Eve of Canada’s 150th birthday is almost upon us so here we look at Canadian Immigration History #Canada150 through these past years and how it reflect on present day Canada.
The arrival of immigrants for the purpose of resettlement is central to Canadian history, from the Aboriginal peoples, whose ancestors migrated across the Bering Strait from Asia, to the most recent arrivals today. Canada is a diverse nation with many colors, built on immigrants from different countries.
Very first record of Immigration
On July 3, 1608, Samuel de Champlain dodged passport control and a rigorous search of his three-masted vessel to plant a Fleur-de-lis flag near what is now Place Royale in Quebec City to claim the land for France. He wasn’t the first European to arrive in the New World, but he did establish one of the oldest continuous settlements in Canada. Champlain and his crew are among Canada’s first European immigrants.
This is explained with detail in Discover Canada under Chapter “History of Canada”
Throughout the 17th and much of the 18th century, European colonial administrations, charged with overseeing what would become Canada, did not consider settlement a priority. Canada was viewed by Europeans as a barren land. However, policy eventually changed and colonial authorities carefully and slowly encouraged settlement in Canada. It was their hope that settlers would guarantee the sovereignty of colonial land claims, Christianize Aboriginal peoples and exploit natural resources often on behalf of European investors.
In 19th century the concept of world toward Canadian Immigration changed a lot. In 1869, Canada purchased Rupert’s Land, roughly 40% of Canada’s current land mass, from the Hudson’s Bay Co. for $1.5 million. In the years that followed more land was purchased and added to Canada. After Canada was officially formed in 1867, many immigrants primarily from Britain came to settle in the growing Canada (which had a population of just 3.5 million at the time). Many Chinese migrants were brought over to help build the Canadian Pacific Railway that connected the two coasts of Canada by 1885; they were, however, subject to discrimination and worked in dangerous conditions.
Then came record numbers of immigrants in the early 1900s to help settle Western Canada — the highest intake reaching more than 400,000 in 1913. As Canada became a more progressive and modern society, more and more immigrants from countries such as Russia, Ukraine, Poland, Germany, Sweden and Norway came for new opportunities and a new life.
Turning point in Canadian Immigration
During first world war and second world war the number of immigrants dropped significantly. According to Canadian Archive records, the number recorded in 1915 was 34,000. However after Second world war the picture improved a lot. Canada welcomed a huge number of refugees. Individuals made homeless by the war or who, at war’s end, found themselves outside of their country of citizenship. Among the displaced persons were Jewish Holocaust survivors who had no community or family to which they could return. Other displaced persons refused repatriation back to countries which had fallen under Soviet domination. 48,000 British war brides (along with 22,000 offspring) arrived, as do many southern Europeans, including Italians and Greeks, and eastern Europeans.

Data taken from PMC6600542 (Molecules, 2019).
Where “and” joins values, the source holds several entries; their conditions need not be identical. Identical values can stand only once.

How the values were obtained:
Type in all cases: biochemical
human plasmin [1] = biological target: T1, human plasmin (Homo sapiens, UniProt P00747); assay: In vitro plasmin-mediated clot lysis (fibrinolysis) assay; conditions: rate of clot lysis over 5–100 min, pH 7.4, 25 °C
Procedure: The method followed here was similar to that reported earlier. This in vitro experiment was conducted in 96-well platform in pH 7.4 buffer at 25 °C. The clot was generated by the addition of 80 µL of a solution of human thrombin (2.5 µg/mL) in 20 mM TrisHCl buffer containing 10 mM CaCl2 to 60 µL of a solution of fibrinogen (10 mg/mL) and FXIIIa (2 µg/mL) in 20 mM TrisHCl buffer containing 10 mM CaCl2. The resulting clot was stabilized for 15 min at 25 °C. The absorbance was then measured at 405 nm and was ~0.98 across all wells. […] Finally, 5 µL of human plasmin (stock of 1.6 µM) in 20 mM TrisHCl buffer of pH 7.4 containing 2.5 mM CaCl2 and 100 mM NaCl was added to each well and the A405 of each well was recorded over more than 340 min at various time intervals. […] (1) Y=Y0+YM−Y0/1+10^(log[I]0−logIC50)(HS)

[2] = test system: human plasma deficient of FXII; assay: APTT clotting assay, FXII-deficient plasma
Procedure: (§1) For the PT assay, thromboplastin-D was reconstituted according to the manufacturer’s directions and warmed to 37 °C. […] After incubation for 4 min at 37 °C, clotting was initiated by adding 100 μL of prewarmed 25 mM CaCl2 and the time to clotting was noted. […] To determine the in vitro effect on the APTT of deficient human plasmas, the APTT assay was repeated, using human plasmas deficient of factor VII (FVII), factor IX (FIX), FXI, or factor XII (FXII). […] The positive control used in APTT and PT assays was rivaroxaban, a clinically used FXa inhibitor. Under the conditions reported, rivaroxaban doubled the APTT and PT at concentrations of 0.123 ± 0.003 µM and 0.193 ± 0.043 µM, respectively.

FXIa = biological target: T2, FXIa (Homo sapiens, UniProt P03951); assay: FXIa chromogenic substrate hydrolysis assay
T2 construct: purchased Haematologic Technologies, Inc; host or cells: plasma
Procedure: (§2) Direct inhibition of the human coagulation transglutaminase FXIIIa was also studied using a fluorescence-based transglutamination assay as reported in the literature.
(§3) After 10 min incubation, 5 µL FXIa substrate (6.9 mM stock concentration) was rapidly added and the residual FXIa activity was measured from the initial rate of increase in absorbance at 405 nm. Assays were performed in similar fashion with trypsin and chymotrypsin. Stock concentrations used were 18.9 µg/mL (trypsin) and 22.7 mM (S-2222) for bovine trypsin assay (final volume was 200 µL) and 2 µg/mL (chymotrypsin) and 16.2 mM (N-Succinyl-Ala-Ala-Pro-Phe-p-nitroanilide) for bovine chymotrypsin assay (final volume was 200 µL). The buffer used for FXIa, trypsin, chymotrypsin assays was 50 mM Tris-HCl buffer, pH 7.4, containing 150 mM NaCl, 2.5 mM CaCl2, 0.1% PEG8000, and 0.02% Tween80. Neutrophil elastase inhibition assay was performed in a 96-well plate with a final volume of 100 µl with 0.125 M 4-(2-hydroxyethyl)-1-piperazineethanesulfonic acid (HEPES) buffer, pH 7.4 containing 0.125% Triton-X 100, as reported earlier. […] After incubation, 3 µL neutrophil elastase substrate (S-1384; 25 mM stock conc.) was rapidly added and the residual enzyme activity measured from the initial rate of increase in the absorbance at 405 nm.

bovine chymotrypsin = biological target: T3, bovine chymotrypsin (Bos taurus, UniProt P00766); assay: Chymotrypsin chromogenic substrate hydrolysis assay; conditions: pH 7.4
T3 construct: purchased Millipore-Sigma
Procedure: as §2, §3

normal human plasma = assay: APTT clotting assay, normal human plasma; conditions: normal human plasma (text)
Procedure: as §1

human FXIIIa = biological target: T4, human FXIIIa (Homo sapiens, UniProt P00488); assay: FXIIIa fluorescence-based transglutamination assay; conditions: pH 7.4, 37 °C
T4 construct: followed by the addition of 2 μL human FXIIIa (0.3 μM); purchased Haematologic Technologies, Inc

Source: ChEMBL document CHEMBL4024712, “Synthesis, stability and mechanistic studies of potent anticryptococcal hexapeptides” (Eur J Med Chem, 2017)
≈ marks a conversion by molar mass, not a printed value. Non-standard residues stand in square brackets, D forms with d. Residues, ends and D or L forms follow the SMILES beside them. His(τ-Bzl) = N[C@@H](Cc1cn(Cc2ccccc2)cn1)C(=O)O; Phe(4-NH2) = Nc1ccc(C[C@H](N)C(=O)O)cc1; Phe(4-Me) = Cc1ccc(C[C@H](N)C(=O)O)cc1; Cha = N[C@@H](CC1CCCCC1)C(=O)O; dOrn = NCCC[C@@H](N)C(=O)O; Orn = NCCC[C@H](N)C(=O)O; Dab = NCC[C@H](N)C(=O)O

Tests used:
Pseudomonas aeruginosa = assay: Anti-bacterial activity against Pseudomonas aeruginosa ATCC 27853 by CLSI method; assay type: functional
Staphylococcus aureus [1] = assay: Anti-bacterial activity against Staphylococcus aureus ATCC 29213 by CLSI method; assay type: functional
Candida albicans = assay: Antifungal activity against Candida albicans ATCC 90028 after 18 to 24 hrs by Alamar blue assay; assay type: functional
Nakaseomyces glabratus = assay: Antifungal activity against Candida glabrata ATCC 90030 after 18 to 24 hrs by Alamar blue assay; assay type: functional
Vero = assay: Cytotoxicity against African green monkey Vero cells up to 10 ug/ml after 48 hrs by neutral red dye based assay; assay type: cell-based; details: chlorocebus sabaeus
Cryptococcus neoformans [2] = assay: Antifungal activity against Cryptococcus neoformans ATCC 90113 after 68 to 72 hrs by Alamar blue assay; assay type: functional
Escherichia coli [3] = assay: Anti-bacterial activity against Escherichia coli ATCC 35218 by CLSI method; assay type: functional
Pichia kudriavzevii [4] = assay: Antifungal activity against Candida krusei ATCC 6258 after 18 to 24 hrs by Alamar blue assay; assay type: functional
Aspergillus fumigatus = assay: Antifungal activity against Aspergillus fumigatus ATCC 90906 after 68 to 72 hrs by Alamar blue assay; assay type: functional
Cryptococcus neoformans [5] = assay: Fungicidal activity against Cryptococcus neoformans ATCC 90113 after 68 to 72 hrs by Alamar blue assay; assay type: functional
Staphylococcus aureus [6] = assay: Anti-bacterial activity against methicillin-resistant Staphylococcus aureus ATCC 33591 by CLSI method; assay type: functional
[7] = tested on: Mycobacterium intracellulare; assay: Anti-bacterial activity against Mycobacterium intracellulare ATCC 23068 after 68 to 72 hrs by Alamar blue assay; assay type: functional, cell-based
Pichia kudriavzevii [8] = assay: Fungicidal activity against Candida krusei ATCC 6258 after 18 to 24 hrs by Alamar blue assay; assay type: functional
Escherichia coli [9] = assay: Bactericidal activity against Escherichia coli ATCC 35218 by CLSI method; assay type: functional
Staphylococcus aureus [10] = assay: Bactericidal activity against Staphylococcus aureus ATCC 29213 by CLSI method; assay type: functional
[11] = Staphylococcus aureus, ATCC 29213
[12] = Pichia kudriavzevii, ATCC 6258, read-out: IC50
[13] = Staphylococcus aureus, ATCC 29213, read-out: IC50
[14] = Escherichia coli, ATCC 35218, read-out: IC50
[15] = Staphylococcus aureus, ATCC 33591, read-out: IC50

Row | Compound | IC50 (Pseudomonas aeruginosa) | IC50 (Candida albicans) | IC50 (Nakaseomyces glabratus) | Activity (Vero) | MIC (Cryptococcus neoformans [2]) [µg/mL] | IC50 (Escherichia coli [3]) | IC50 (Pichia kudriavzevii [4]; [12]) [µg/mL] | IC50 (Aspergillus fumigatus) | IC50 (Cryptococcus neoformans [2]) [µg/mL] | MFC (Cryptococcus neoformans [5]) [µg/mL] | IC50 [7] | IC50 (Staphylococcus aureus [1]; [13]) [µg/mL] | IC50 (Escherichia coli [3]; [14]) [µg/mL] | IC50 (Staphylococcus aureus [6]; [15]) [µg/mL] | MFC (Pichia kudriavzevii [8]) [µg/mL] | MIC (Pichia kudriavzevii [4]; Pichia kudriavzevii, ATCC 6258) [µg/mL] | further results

In 1962, Canada virtually eliminated racial policies that favour one type of immigrant over another — provided they had employment or the means to support themselves until they found a job — regardless of colour, race or national origin.
Five years fast forward, Canada introduced a rating system for potential new immigrants that awards points based on age, education, fluency in English or French and demand in Canada for specific work qualifications. A variation of this system remains the primary basis for permanent entry into Canada today.
Since the early 1990s, the number of immigrants has remained at around 235,000 per year, with source countries including China, India, Philippines, Pakistan and Iran.
As a direct consequence of the events of 11 September 2001, the terrorist threat, and security issues, Canada has tightened its immigration policy. In June 2002, the Immigration and Refugee Protection Act (IRPA) was passed. It placed restrictions on the admission of specific classes of less wealthy immigrants, required higher qualifications, and changed employment requirements in order to give preference to multi-skilled workers in an ever-changing labour market.Replacing the 1976 Immigration Act, the new legislation expanded the authorities’ powers to arrest, detain and deport permanent residents suspected of engaging in activities that threatened public security. In addition, the Canadian government introduced tougher requirements for refugees.
Canada is recognized as one of the most open immigration countries in the world. Since 2001, the number of newcomers has averaged between 220,000 and 260,000 a year. According to the 2011 National Household Survey (NHS), approximately 6,775,800 inhabitants were born outside the country. This equates to 1 person in 5, or 20.6 per cent of the total population of Canada. In addition, Canada boasts the highest proportion of foreign-born inhabitants of all the countries in the G8, outstripping Germany and the US, which recorded 2010 percentages of 13 per cent and 12.9 per cent respectively.
Here are some numbers giving you glimpse into Canadian diverse Immigrant Culture.
Immigrants by source country
The resettlement of 46,700 refugees — including both privately and government-sponsored refugees — in 2016 marks a record for Canada since 1978, according to the Office of the United Nations High Commissioner for Refugees. The top five refugee countries of origin in 2016 were:
- Syria: 33,266
- Eritrea: 3,934
- Iraq: 1,650
- Congo: 1,644
- Afghanistan: 1,354
Top 10 mother tongues of permanent residents (2015)